I am sure most of you know about Google’s latest initiative called OpenSocial. Google launched this effort to simplify and consolidate the ecosystem for application developers and Social Networks.
According to OpenSocial, Social Networks and other similar services can play hosts and implement to the standard Google API’s. Developers can write applications to these API’s and are automatically enabled to deploy them on any one of these hosts. This introduces the “Write Once, Run Anywhere” paradigm in the ecosystem. You can read more on their official website.
According to Google’s Vic Gundotra, this is valuable for both developers and host networks. With respect to Users, he mentions that they will receive “more, more and more”. More Applications, More Choices across More Websites.
Frankly, I disagree with Vic there. “More” is not always good. I will even go to the extent of saying that the idea of “More” is the single biggest problem with the social networking experience today. I have written about Social Network overload several times before.
I am happy about OpenSocial as an effort to help networks and developers. However I would like to see Google focus more on the user’s needs. Someone needs to represent the user in middle of all this and in my mind there is no one better than Google.
As we know, there are new social services cropping up constantly. A user’s friends and acquaintances are distributed over multiple networks and thus the he/she has to register with more than one to keep track. For example, here are the services I use:
- LinkedIn (for my professional contacts)
- Orkut (for my friends in India)
- Plaxo (for contacts/calendar consolidation)
In addition I keep receiving invites from Hi5, Friendster and Yahoo 360. I am pretty sure this is typical of many users. Now I haven’t joined these networks because they offer something new and different than others. I join them because my friends have registered there. This is true for many users and this is quite a problem.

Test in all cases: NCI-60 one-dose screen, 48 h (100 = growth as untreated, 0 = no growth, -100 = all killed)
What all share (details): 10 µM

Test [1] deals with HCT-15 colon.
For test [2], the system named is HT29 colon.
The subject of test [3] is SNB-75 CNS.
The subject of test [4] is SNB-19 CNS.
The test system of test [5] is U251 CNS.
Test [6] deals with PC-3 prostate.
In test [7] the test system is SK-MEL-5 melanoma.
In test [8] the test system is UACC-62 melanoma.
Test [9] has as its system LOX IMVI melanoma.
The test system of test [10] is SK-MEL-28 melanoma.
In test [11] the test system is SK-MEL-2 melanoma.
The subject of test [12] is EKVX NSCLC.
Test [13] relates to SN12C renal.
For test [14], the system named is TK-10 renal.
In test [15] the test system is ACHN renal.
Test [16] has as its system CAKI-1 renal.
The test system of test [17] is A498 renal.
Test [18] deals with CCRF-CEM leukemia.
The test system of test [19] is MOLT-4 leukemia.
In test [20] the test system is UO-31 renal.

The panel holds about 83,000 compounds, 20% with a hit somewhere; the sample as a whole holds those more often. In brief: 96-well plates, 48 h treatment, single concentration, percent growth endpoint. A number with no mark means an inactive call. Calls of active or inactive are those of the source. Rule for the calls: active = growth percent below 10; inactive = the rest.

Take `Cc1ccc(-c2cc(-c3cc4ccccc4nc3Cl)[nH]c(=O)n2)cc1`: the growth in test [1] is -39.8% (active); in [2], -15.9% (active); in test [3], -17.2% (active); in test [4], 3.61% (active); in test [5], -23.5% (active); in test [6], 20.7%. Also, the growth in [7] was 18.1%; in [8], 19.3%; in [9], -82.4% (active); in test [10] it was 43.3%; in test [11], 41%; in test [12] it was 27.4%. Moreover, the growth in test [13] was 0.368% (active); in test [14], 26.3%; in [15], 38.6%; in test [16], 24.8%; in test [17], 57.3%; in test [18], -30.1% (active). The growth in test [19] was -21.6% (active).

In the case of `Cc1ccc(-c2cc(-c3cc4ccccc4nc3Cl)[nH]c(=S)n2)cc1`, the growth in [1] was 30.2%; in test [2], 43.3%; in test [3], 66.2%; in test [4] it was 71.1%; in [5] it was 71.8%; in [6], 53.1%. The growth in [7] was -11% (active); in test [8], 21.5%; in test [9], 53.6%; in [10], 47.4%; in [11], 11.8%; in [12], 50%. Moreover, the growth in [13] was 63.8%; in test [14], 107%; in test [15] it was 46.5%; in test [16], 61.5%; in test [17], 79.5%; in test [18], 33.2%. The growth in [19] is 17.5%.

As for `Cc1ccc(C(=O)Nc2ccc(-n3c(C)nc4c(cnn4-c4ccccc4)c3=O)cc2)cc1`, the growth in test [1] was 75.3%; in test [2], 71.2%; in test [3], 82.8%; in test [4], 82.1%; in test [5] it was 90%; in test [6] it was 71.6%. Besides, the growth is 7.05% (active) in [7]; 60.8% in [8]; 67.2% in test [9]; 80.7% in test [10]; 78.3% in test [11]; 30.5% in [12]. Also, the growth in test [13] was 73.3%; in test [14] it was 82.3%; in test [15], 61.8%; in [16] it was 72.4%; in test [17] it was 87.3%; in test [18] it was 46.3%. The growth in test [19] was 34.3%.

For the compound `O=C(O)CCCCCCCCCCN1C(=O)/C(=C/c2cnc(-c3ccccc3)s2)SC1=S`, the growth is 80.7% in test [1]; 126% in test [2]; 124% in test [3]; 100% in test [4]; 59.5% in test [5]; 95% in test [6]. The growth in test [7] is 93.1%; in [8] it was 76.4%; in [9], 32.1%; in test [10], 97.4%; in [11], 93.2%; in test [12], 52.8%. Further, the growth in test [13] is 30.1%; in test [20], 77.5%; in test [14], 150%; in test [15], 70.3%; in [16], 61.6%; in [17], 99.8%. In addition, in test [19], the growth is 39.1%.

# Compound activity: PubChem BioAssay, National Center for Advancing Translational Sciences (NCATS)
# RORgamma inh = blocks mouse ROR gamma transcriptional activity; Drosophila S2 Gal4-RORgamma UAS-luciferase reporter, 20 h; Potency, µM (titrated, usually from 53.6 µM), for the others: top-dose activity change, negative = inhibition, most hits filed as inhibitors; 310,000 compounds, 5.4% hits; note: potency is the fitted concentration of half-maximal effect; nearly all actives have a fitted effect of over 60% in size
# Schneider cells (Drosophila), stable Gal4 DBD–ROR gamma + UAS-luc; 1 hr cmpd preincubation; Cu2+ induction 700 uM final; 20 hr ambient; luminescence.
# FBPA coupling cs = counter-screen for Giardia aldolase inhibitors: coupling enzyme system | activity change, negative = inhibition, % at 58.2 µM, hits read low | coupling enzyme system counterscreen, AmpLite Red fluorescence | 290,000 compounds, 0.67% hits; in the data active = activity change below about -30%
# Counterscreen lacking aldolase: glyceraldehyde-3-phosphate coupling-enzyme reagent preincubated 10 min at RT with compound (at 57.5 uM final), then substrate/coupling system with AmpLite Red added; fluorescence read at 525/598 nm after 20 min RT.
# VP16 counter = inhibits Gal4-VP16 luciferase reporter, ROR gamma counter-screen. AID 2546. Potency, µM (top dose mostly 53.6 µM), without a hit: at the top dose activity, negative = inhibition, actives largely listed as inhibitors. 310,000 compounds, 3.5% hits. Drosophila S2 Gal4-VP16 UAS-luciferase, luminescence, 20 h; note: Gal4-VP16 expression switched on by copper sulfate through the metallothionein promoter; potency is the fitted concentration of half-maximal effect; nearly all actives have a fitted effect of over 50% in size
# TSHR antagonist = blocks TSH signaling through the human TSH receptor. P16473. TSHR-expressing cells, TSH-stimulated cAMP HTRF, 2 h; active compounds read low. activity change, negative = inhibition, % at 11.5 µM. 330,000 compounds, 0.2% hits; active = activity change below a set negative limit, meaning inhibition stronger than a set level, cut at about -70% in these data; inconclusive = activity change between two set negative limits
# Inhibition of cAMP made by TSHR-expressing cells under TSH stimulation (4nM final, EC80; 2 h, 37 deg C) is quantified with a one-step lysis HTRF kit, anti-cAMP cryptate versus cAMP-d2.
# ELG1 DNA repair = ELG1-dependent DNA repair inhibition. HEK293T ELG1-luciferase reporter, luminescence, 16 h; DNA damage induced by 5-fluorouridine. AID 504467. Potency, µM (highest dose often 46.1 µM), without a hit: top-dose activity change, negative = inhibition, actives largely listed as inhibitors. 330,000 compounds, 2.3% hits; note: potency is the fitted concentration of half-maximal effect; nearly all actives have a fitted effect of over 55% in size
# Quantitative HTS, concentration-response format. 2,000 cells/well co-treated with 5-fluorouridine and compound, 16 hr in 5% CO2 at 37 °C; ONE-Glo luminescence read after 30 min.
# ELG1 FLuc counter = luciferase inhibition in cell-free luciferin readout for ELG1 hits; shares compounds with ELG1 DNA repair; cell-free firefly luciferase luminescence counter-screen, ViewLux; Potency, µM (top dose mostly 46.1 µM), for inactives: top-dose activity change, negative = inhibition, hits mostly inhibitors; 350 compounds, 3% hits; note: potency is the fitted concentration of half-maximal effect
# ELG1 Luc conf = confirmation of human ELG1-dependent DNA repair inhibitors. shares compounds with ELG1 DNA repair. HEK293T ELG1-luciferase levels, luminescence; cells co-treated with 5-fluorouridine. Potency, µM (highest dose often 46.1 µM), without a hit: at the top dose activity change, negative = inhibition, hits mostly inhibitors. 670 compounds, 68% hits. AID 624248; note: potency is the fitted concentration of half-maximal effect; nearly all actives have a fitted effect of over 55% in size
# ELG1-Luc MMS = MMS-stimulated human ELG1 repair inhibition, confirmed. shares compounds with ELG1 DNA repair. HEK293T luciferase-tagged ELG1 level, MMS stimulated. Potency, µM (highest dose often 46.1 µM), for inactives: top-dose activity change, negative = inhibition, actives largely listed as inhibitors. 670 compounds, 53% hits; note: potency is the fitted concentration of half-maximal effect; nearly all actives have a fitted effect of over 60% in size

What we need here is consolidation and / or interoperability. We need simplification without hampering access to the social graph. It is natural for the social graph to be spread all over. This is same with other modes of communication. For example my wireless carrier is Sprint, but my friends and co-workers are spread over other providers. This problem appears in E-Mail and IM worlds too.
OpenSocial should learn from recent interoperability relationships in the IM world. OpenSocial can establish methods (APIs) for containers (Social Services) to access Social Graph information across the board. This access is not to steal the users (or the whole graph), but to just access friend information on user’s request. For example if I am registered at Facebook, I can invite and add friends who maybe in MySpace an/or Orkut.
Imagine, if you had a Gmail account and you could only message other Gmail users. Well it would be hard, wouldn’t it? Same thing is happening within our Social Networks today. Enabling interoperability will fix this problem and on the other hand prevent Social Networks to leverage the actual “Social Graph” to gain subscribers. They will have to enable new applications and features to convey users to join them. This is very similar to how IM and Wireless carriers behave today.
This is a clear and present problem, which must be fixed. The Social Graph belongs to the user, so no one can argue that Social Networks can leverage that for building subscriber base. Given the paradigm OpenSocial is establishing, enabling interoperability is not such a big leap of imagination. In my opinion such an interoperable environment will allow following:
- Ability to add friends on external networks
- Ability to access latest activity from friends on other networks
- This will require interoperability of “My Feeds” across networks
- Ability to access friends buddy list “Social Graph”
- This is purely read-only and enabled for users to discover friends
- Networks cannot use this data to lure users from one network to the other
- Ability to message and leave comments (Wall to Wall, Scraps whatever)
The aforementioned feature-set will deliver the experience we all need. Social networks will compete with new applications and services to garner user interests. For example I moved from Yahoo mail to Gmail due to the improved experience. Same thought process can be applied to the networks.
I am hoping OpenSocial can evolve to enable this for us users. Simplification is what we need.
Until then we have to login into multiple systems to keep in touch with our friends and co-workers. Let me know what you all think aboutmy thoughts. Your comments are most welcome.